Anyone who’s tried to purchase, spec, or fabricate furniture in the last two years is all too familiar with the global supply chain delays that are disrupting the design industry. A scarcity of basic building materials, along with staffing shortages at factories and backed-up international ports, has made it all but impossible to source or produce even the humblest of household furnishings.
A recent viral TikTok post put a spotlight on one possible solution: cardboard furniture. Frustrated by a 10–14 month waiting time for a traditional bed frame, Berlin-based user @kickiyangz shared an unboxing video and review of a cardboard bed from furniture start-up Room in a Box. Flat-packed, with pieces that easily slot together like a king-size wine carrier, the cardboard bed proved a sturdy, silent, and much more sustainable option than a throwaway frame from a low-cost retailer like Ikea.
Cardboard furniture has long been associated with the decor of desperation: disaster victims living in makeshift shelters, recently divorced dad pads, stingy students DIY-ing their dorm rooms. But is it time to take cardboard furniture seriously?
“There is a renewed level of interest and care that is helping to legitimize and modernize cardboard furniture and change some common conceptions,” notes sustainable design expert Sarah Barnard. “As an eco-friendly and surprisingly sturdy option, cardboard feels like an accessible material with a wide range of aesthetic possibilities.”
Indeed, furniture made from cardboard has been appearing in our lives and in the news more than ever. During the pandemic, cardboard desks, chairs, and laptop stands became temp-to-perm fixtures in people’s work-from-home spaces, sturdy enough for sustained use, but disposable for when (or if) we finally return to the office. At the Tokyo Olympics last summer, athletes’ cardboard beds sparked controversy over whether the ecological measure was actually intended to discourage…international relations, so to speak.Become an AD PRO Member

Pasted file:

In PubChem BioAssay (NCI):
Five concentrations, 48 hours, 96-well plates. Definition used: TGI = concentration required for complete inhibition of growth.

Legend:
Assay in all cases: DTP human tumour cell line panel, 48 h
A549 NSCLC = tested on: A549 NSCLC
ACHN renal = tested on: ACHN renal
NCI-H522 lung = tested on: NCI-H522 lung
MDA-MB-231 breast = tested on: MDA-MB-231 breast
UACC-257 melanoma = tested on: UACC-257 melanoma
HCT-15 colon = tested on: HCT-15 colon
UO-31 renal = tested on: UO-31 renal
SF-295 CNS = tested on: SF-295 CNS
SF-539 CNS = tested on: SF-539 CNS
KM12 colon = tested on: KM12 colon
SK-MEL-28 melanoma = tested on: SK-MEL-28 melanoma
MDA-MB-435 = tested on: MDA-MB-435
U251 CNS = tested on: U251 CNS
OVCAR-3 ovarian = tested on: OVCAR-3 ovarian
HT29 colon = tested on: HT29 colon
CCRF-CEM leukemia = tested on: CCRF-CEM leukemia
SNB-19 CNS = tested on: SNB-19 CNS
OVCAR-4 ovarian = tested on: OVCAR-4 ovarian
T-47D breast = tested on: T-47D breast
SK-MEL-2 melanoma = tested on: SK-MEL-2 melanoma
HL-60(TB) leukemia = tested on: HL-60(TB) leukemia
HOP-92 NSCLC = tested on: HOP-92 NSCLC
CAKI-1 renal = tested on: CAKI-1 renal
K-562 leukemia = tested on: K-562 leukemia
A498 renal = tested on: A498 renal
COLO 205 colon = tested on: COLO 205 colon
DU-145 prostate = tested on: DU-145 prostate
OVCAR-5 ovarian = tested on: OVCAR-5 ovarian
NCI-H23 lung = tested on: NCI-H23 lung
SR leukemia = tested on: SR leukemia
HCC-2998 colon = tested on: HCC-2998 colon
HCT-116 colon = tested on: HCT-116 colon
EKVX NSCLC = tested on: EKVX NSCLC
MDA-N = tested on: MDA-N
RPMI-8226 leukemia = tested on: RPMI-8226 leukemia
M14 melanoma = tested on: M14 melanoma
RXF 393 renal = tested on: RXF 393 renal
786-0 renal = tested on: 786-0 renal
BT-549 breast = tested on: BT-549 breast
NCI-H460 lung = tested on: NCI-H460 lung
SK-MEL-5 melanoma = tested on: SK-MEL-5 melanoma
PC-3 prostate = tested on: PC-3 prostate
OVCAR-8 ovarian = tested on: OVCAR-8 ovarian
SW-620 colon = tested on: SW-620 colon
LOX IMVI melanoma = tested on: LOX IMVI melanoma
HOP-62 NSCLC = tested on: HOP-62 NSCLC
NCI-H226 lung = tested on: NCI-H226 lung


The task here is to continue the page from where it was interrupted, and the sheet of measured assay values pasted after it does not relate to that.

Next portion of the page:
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Today, it seems like a bunch of global designers are offering cardboard creations, from flat-packed shelving to DIY lamp kits, in options that range from open-source plans to pricey, one-of-a-kind editions.
Vancouver design studio Nordwerk has focused on cardboard’s material and structural potential since 2012. Their designs, which range from chairs to lighting and even large-scale environments, temper the cardboard construction’s rigid, rectilinear grid with sensuous parametric curves, pushing the aesthetic possibilities of the medium out of the, ahem, box.
Chic cardboard furnishings are certainly few and far between, but some of the more stylish options out there are those designed by Vadim Kibardin, based in Prague. Kibardin’s blacked-out chairs layer cardboard and paper into sculptural forms that channel classic lines by Thonet, Panton, and Rietveld. These one-off pieces and limited editions start at $4,000, but at that price (and with the amount of glue involved), they’re not likely to be recycled anytime soon.
Stump Low Stool from Studio Yoon Seok-Hyeon$1,455 at Chairish
Cardboard furniture may be trending, but it’s been around for at least half a century. The material (specifically the corrugated variety) dates back to the mid-1800s, when it was used to stiffen Victorian-era top hats. By the 20th century, intermodal shipping and the rise of retail chains made the cardboard carton ubiquitous. This strong, lightweight, and low-cost material called out to the pop designers of the 1960s, giving way to cardboard classics like Peter Murdoch’s cheap, cheerful (and disposable) Chair Thing kids’ furniture from 1964. In 1968, Frank Gehry began his experimentations with the industrial material that would turn into the Easy Edges series of laminated cardboard chairs, now icons of Postmodernism. In the 2000s, designs like Tokujin Yoshioka’s Honey-Pop chair, from 2000, or Nendo’s Cabbage Chair, from 2007, elevated paper-based furniture to a new level of elegance. Photorealistic cardboard furniture is now even used for staging houses—but don’t try to flop on the flimsy bed, it’s just for show.